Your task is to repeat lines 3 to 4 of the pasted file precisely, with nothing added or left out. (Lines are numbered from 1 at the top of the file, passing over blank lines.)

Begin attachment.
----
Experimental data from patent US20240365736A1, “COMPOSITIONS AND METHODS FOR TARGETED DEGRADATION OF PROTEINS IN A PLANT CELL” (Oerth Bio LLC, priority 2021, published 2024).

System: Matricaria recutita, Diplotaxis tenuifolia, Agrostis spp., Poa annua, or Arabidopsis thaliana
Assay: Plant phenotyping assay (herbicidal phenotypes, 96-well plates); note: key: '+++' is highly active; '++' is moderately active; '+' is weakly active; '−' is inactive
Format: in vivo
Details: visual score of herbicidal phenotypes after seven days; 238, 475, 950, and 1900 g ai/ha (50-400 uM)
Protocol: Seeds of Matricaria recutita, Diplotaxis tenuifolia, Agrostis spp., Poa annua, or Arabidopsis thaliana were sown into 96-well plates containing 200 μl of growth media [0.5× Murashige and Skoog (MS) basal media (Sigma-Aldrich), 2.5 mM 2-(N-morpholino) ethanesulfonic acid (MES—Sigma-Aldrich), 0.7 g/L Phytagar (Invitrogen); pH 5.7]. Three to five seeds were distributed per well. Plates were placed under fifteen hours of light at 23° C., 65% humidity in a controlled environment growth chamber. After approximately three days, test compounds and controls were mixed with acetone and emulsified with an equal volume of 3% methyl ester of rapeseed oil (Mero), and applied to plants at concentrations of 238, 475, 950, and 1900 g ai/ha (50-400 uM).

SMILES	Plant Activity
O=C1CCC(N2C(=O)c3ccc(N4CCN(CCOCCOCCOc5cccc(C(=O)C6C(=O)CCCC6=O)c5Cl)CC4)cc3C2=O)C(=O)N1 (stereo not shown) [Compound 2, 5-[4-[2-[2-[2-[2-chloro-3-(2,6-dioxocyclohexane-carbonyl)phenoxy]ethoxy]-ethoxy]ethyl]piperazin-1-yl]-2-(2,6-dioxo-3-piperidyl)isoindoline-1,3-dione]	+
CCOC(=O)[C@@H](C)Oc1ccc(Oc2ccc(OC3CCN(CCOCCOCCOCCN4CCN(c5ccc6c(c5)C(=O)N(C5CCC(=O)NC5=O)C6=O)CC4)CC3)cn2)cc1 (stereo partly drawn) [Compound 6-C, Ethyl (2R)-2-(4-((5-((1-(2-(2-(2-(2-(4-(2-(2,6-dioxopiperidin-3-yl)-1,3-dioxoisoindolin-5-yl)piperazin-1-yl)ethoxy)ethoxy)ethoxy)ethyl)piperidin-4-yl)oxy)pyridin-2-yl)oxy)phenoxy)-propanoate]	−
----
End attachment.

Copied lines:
Assay: Plant phenotyping assay (herbicidal phenotypes, 96-well plates); note: key: '+++' is highly active; '++' is moderately active; '+' is weakly active; '−' is inactive
Format: in vivo